We’re all familiar with Noli Me Tangere, the Jose Rizal novel that dealt with the social cancer that plagued the Philippines during the Spanish occupation. I sure am. I read the novel in my junior year in high school, and its sequel El Filibusterismo, the following year. Now, I’m seeing the scathing satire and undying patriotism through fresh eyes, as Noli Me Tangere: The Opera is celebrating its 60th anniversary with a limited-performance run. And what a moving interpretation it is.
Noli Me Tangere was adapted into an opera in 1957 at the Far Eastern University, and is billed as the first Filipino full-length opera and orchestration composed in the western operatic tradition. It was composed by two National Artists: the libretto was created by Guillermo Tolentino, a sculptor and University of the Philippines (UP) professor who created the UP Oblation and the seal of the Republic of the Philippines; and the music was written by Felipe Padilla de Leon, a Philippine composer known for translating the lyrics of the Philippine national anthem from Spanish to Filipino.
Following its premiere in 1957, it was staged at the Cultural Center of the Philippines (CCP) in 1987, New York in 2013, and Washington DC and Resorts World Manila in 2014. Now, it is back to celebrate its 60th year with a limited six-performance run, and a new direction by Jerry Sibal, a sought-after event designer in New York who also designed the sets and costumes.
I watched the dress rehearsals a few days ago, but that didn’t compare to seeing the full production during the gala night. As I mentioned in my post about the rehearsal visit, the first thing you see is the dramatic set, which changes 16 times. I still marveled at the beautiful scenery during the gala night, and this was complemented by a digital screen, which enhanced the mood in key scenes like Ibarra’s courtship with his beloved Maria Clara and Sisa’s iconic scene in the forest. Each shift of the set transformed the mood, allowing the viewer to get inside each character’s head.
For those who aren’t familiar with the story, Noli Me Tangere follows Crisostomo Ibarra, a scholar who returns home after studying in Europe for seven years. He is disgusted with the abuses the indios suffer at the hands of Spanish tyrants. The novel details the “social cancer” the Philippines experiences through the oppressive system of governance, the corrupt church, and the elitism in society. Its characters have become symbols in their own right: Ibarra portraying patriotism, Maria Clara symbolizing innocence, Padre Damaso characterizing the greed of the Spanish clergy, and Sisa illustrating the abuse the motherland experienced during the occupation.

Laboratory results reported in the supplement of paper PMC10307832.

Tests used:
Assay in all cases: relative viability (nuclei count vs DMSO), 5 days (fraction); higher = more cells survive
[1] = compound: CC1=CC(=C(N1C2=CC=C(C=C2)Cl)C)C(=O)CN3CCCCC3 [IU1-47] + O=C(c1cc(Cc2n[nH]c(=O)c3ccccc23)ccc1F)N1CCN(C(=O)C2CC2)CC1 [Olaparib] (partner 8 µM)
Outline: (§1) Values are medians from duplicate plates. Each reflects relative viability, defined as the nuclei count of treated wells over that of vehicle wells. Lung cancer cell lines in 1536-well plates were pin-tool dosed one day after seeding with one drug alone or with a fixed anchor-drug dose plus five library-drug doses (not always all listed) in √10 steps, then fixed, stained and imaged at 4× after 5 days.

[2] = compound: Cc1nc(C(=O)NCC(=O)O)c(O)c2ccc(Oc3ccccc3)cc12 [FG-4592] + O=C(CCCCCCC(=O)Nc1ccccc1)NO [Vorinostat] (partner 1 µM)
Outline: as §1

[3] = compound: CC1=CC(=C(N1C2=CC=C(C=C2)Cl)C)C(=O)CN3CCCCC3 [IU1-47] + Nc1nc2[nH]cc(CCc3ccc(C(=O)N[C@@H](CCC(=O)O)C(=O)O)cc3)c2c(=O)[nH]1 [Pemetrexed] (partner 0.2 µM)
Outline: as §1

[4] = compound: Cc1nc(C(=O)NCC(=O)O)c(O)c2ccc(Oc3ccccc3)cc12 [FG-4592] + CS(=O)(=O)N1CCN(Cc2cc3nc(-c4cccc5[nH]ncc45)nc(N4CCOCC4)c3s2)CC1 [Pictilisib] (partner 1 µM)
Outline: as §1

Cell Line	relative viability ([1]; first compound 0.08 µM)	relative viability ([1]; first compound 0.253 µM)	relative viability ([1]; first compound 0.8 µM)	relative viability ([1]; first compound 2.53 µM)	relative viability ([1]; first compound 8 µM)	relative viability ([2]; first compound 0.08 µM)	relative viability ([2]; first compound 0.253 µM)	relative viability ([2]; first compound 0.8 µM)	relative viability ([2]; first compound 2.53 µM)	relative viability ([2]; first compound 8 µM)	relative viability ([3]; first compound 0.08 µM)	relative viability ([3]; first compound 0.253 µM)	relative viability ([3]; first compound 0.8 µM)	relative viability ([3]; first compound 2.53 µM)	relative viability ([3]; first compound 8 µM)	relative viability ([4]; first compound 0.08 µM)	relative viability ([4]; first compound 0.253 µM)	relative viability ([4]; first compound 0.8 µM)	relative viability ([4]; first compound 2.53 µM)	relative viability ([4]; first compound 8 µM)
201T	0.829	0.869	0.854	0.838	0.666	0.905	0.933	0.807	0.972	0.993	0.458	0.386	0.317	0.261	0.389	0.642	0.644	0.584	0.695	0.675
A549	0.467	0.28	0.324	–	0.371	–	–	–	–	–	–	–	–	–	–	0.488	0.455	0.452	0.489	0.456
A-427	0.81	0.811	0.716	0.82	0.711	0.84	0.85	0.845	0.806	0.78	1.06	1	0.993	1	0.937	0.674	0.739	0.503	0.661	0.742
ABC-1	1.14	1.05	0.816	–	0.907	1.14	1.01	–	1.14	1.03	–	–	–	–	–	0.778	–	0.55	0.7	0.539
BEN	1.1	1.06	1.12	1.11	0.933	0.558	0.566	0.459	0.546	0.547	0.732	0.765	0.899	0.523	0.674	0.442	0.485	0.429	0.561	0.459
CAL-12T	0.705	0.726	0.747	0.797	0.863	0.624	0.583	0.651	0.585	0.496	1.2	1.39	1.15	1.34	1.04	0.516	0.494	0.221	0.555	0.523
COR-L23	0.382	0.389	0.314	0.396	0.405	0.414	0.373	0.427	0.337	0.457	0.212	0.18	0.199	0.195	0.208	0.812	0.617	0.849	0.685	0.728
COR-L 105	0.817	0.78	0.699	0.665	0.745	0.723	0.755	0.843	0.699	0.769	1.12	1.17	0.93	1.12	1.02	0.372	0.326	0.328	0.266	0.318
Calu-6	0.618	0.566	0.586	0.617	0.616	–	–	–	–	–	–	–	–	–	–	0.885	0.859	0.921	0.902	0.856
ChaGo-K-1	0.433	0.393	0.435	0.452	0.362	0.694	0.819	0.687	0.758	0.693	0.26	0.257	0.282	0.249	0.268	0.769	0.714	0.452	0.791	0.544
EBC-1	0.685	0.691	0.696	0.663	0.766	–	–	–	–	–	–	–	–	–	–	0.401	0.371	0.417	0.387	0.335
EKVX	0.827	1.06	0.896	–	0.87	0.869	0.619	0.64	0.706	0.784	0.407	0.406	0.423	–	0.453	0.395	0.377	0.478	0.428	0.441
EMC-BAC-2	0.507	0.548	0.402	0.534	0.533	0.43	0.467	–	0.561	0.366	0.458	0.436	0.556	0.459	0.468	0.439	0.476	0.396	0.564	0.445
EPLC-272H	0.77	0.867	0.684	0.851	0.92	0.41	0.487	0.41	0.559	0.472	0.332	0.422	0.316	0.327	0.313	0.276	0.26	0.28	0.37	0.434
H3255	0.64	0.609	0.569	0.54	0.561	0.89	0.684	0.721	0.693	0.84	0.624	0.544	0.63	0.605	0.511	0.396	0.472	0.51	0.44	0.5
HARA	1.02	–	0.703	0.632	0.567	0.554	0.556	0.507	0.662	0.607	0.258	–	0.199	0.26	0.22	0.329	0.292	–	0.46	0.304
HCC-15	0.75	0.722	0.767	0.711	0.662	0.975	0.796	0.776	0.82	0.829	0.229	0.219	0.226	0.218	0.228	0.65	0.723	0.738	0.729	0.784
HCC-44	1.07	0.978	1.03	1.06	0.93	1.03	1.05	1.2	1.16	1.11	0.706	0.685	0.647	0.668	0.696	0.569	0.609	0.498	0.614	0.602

Noli Me Tangere: The Opera elegantly presents these symbolisms, in large part because of its stellar cast. The role of Ibarra was essayed by Ronan Ferrer, who sung with such conviction that he can wake the patriotism of every audience member. Jade Rubis Riccio as Maria Clara was sweet and vulnerable without being cloying. I already saw John-Andrew Fernandez as Padre Damaso and Greg de Leon as Elias in the rehearsal, but their depiction of their characters still moved me. But the biggest revelation was Stephanie Anne Aguilar, whose portrayal of Sisa was both touching and electrifying. She had complete mastery of her vocals, and she proved how you can express different emotions through the different lilts and pitches of the human voice.
J&S Productions and CCP pay respect to this timeless story by pulling out all the stops in its production. The opera will be brought to life by more than 200 production crew, opera singers, actors, and dancers, with a 53-piece orchestra led by Maestro Hermie Ranera of the University of Santo Tomas Conservatory of Music.
Noli Me Tangere: The Opera is a production that needs to be watched, not only because it’s celebrating a milestone. It’s there to remind us to always be vigilant, to never allow our loyalty to be beholden to one specific person, but to our motherland, and to everyone who inhabits it.
Noli Me Tangere: The Opera will be staged at the Tanghalang Nicanor Abelardo of the Cultural Center of the Philippines, on January 28 and 29, and February 1 to 3, 2017. There will be 2PM shows on January 29 and February 3, and 8PM shows on January 28 and February 1 to 3.
For tickets, inquiries, and discounts, contact J&S Productions, Inc. at 0926 0380548, 0921 8903816, or 998 2356. You may also call the CCP Box Office at 832 3704 and 06, or visit www.ticketworld.com.ph. For more information, visit www.nolimetangeretheopera.com or the Facebook page.
All photos by Aldwin Ku